What Is a Data Mesh?

A data mesh is a relatively new data platform architecture that moves away from the ‘monolithic’ approach of data warehouses and data lakes in favor of a more decentralized method of data management.

The data mesh architecture is designed to address three key problems inherent in data warehouses and data lakes, namely:

  • Who owns data – the team that is the source of the data or the team providing the infrastructure for housing the data?
  • Who is responsible for data quality? Typically the infrastructure team assumes this responsibility, but they are not necessarily deeply familiar with the data itself and may therefore require additional resources.
  • What happens when an organization needs to scale while avoiding data bottlenecks, a common problem with data warehouses or data lakes?

Data Mesh Architecture

A data mesh treats data as a product within the organization, assigning each data source its own product manager or lead. Data as a product is a commonly used term when referring to the architecture of a data mesh.

Another frequently used term for a data mesh is data infrastructure as a platform. This essentially refers to the necessary storage, transfer pipeline, cataloging, and access control required for all of the data domains within the organization.

The best domains are easily discoverable, highly secure through the use of global access control, and self-service.

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Why Is Data Mesh Important?

Many consider data mesh to be the future of data management as companies move away from a single data warehouse (traditional or cloud-based) or data lake, which generally rely on technical specialists, tend to incur technical debt, and provide teams with less control over growing data pools. As unique data use cases proliferate, leaning heavily on a single, centralized platform becomes less appealing.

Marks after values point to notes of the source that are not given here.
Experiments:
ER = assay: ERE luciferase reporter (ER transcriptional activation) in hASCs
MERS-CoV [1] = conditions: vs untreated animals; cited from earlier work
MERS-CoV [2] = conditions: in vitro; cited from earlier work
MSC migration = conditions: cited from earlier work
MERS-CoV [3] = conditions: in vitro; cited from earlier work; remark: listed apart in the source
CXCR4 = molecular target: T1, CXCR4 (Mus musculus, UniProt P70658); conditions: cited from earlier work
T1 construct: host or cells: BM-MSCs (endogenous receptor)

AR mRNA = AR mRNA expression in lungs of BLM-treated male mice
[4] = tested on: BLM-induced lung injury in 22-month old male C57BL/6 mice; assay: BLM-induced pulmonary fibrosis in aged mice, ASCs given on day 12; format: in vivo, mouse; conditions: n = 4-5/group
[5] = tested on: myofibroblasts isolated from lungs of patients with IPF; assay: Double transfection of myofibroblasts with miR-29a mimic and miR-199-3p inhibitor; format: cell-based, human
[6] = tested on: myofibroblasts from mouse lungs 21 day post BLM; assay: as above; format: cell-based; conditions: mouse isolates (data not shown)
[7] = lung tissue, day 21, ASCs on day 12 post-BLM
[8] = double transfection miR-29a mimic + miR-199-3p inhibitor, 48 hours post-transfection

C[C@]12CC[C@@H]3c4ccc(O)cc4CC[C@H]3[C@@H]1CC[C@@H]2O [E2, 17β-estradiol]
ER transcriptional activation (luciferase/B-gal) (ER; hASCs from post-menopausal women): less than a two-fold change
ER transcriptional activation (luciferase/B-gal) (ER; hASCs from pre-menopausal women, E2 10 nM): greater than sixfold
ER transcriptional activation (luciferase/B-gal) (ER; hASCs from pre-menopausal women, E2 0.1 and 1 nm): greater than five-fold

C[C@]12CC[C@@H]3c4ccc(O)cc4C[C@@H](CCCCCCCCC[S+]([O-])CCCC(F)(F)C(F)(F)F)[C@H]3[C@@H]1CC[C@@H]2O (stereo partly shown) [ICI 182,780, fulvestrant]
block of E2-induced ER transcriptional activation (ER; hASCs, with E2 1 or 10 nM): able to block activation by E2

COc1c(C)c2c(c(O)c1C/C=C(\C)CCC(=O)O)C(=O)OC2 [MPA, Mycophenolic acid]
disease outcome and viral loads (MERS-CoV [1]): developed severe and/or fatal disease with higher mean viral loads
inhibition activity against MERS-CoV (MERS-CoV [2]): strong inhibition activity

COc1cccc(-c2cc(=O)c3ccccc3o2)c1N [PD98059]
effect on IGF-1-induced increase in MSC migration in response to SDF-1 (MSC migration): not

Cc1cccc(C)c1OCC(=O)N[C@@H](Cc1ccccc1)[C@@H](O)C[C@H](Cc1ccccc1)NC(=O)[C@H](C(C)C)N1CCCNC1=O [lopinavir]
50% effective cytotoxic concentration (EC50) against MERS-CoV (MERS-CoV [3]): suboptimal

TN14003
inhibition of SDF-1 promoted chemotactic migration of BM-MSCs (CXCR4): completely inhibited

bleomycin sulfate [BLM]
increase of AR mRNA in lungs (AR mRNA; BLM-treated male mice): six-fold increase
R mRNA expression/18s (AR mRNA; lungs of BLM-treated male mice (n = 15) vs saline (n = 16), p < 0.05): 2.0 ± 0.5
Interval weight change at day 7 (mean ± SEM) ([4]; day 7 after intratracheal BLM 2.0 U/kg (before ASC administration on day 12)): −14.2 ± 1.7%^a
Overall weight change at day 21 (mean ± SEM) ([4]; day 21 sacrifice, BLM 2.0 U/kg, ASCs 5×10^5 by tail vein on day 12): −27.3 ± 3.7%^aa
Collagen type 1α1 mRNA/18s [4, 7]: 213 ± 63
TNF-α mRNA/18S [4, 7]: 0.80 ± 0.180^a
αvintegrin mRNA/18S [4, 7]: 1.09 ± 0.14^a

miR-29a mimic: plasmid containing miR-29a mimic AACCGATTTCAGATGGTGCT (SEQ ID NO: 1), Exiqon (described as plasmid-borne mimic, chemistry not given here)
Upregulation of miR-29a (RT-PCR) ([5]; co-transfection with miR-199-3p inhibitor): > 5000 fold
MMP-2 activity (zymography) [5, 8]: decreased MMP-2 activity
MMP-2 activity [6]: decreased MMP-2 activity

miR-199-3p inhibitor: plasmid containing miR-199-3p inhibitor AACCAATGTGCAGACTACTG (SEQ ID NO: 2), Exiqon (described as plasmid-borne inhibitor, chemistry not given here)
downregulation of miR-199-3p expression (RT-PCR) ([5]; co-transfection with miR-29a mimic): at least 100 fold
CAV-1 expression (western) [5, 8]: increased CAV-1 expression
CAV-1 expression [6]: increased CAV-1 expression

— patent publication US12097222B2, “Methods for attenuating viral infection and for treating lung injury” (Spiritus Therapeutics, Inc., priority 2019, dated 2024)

Organizations increasingly also deal with inefficient data supply chains – data producers that are out of the loop, data consumers who are constantly waiting on data bottlenecks, and data teams that don’t have the resources to keep up with massive volumes of data and fast-paced data demands of their business.

A data mesh has the potential to solve all of these problems by combining a centralized data hub with a series of spokes (domains) that are each responsible for a data pipeline. This theoretically allows for improved data scalability over time,when executed correctly.

That said, for all its potential benefits, the data mesh architecture also has its share of potential drawbacks and unique challenges.

Challenges & Benefits of Data Mesh

Let’s compare some of the potential data mesh implementation challenges with the benefits of a successful switch from a centralized data lake or data warehouse to a data mesh.


Data mesh is not necessarily right for all organizations. For instance, it’s generally not particularly well suited for organizations that do not have large data domains. Organizations with smaller-scale data needs and less potential confusion about who is in control of data may find that implementing a data mesh architecture may not be worth the effort of transitioning from existing processes.